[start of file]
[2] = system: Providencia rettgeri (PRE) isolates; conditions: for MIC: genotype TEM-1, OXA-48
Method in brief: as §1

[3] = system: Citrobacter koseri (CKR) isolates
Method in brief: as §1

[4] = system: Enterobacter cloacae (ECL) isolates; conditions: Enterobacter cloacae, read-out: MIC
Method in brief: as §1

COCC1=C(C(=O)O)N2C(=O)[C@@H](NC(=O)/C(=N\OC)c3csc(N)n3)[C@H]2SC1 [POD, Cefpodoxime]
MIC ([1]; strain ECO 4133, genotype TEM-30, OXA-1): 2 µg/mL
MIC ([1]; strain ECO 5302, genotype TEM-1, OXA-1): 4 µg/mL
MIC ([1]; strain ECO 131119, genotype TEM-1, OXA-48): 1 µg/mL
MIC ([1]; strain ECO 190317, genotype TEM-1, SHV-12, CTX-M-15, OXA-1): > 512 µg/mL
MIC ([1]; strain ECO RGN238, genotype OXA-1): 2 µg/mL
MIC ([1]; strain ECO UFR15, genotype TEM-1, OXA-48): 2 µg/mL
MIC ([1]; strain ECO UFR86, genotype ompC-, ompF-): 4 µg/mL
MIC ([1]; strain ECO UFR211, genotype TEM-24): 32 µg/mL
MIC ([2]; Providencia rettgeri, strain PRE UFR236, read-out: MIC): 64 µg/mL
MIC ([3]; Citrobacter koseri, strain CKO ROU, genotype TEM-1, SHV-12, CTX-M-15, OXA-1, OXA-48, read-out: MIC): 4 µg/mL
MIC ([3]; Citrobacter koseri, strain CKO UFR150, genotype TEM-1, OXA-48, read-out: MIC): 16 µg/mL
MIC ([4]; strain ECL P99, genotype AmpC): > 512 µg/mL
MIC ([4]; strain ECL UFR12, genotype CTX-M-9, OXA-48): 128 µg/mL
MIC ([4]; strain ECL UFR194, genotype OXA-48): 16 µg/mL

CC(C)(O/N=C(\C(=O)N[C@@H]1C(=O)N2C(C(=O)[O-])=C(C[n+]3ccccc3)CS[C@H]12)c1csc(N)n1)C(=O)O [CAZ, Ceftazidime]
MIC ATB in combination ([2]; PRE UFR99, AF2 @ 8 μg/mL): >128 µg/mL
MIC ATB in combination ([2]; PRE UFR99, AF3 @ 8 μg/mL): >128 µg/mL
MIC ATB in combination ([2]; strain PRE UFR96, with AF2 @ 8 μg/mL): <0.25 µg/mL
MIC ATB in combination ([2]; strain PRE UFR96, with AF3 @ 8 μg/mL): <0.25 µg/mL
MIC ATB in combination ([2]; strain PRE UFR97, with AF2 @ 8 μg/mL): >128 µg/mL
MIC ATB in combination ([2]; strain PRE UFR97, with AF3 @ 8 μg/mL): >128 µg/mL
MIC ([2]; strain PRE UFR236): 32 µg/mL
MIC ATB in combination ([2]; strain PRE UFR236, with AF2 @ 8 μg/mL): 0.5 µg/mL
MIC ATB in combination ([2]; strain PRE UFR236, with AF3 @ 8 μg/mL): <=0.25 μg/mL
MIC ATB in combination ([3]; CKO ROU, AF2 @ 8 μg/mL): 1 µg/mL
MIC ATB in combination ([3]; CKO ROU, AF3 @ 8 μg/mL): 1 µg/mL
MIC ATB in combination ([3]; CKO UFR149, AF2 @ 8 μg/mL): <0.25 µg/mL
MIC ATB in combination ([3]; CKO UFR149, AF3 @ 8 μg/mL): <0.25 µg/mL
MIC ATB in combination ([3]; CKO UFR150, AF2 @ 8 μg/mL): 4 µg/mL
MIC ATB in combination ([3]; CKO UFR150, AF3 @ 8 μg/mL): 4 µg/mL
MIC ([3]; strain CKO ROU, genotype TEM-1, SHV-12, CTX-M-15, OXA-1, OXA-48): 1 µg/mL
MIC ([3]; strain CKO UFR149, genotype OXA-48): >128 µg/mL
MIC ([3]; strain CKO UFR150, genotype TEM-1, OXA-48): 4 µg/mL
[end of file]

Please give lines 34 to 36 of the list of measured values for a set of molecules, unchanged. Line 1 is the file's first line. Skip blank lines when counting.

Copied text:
MIC ATB in combination ([3]; CKO UFR149, AF2 @ 8 μg/mL): <0.25 µg/mL
MIC ATB in combination ([3]; CKO UFR149, AF3 @ 8 μg/mL): <0.25 µg/mL
MIC ATB in combination ([3]; CKO UFR150, AF2 @ 8 μg/mL): 4 µg/mL